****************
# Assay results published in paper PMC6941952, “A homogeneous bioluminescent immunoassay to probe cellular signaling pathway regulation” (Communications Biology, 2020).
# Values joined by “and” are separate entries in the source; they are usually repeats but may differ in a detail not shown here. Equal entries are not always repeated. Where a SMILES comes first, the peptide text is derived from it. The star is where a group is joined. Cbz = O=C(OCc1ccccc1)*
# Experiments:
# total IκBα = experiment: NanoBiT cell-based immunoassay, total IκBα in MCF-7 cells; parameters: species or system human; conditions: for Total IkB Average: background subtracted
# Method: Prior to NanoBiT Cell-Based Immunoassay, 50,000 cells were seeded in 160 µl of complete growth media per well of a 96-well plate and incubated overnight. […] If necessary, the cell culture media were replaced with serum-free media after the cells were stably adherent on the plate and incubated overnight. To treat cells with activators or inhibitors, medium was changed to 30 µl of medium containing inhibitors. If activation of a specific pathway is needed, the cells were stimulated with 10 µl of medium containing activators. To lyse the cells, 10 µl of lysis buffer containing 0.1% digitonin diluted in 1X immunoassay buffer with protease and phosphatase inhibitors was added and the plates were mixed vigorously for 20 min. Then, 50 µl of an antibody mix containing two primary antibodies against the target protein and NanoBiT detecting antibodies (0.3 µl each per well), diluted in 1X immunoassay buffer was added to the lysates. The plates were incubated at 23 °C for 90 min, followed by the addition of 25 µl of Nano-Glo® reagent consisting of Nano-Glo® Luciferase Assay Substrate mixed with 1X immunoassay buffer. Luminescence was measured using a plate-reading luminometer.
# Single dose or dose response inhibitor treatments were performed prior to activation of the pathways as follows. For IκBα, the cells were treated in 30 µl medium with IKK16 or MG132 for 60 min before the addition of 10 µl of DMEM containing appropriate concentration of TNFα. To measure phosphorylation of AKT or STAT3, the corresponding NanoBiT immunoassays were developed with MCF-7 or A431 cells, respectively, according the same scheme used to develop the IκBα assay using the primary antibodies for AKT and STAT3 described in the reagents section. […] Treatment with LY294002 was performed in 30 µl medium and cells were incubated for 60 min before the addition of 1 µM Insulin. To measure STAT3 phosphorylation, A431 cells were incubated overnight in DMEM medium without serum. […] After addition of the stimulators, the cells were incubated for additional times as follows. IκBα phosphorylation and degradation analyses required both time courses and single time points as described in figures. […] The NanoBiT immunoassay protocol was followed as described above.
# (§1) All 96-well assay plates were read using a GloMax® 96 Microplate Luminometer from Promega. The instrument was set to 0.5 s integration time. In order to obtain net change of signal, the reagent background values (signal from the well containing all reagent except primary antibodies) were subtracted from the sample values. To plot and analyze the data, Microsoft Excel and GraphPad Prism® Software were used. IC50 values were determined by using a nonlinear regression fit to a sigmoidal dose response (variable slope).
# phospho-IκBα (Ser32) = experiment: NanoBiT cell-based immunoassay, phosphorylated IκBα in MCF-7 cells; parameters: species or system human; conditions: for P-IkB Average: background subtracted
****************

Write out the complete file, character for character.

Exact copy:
# Assay results published in paper PMC6941952, “A homogeneous bioluminescent immunoassay to probe cellular signaling pathway regulation” (Communications Biology, 2020).
# Values joined by “and” are separate entries in the source; they are usually repeats but may differ in a detail not shown here. Equal entries are not always repeated. Where a SMILES comes first, the peptide text is derived from it. The star is where a group is joined. Cbz = O=C(OCc1ccccc1)*
# Experiments:
# total IκBα = experiment: NanoBiT cell-based immunoassay, total IκBα in MCF-7 cells; parameters: species or system human; conditions: for Total IkB Average: background subtracted
# Method: Prior to NanoBiT Cell-Based Immunoassay, 50,000 cells were seeded in 160 µl of complete growth media per well of a 96-well plate and incubated overnight. […] If necessary, the cell culture media were replaced with serum-free media after the cells were stably adherent on the plate and incubated overnight. To treat cells with activators or inhibitors, medium was changed to 30 µl of medium containing inhibitors. If activation of a specific pathway is needed, the cells were stimulated with 10 µl of medium containing activators. To lyse the cells, 10 µl of lysis buffer containing 0.1% digitonin diluted in 1X immunoassay buffer with protease and phosphatase inhibitors was added and the plates were mixed vigorously for 20 min. Then, 50 µl of an antibody mix containing two primary antibodies against the target protein and NanoBiT detecting antibodies (0.3 µl each per well), diluted in 1X immunoassay buffer was added to the lysates. The plates were incubated at 23 °C for 90 min, followed by the addition of 25 µl of Nano-Glo® reagent consisting of Nano-Glo® Luciferase Assay Substrate mixed with 1X immunoassay buffer. Luminescence was measured using a plate-reading luminometer.
# Single dose or dose response inhibitor treatments were performed prior to activation of the pathways as follows. For IκBα, the cells were treated in 30 µl medium with IKK16 or MG132 for 60 min before the addition of 10 µl of DMEM containing appropriate concentration of TNFα. To measure phosphorylation of AKT or STAT3, the corresponding NanoBiT immunoassays were developed with MCF-7 or A431 cells, respectively, according the same scheme used to develop the IκBα assay using the primary antibodies for AKT and STAT3 described in the reagents section. […] Treatment with LY294002 was performed in 30 µl medium and cells were incubated for 60 min before the addition of 1 µM Insulin. To measure STAT3 phosphorylation, A431 cells were incubated overnight in DMEM medium without serum. […] After addition of the stimulators, the cells were incubated for additional times as follows. IκBα phosphorylation and degradation analyses required both time courses and single time points as described in figures. […] The NanoBiT immunoassay protocol was followed as described above.
# (§1) All 96-well assay plates were read using a GloMax® 96 Microplate Luminometer from Promega. The instrument was set to 0.5 s integration time. In order to obtain net change of signal, the reagent background values (signal from the well containing all reagent except primary antibodies) were subtracted from the sample values. To plot and analyze the data, Microsoft Excel and GraphPad Prism® Software were used. IC50 values were determined by using a nonlinear regression fit to a sigmoidal dose response (variable slope).
# phospho-IκBα (Ser32) = experiment: NanoBiT cell-based immunoassay, phosphorylated IκBα in MCF-7 cells; parameters: species or system human; conditions: for P-IkB Average: background subtracted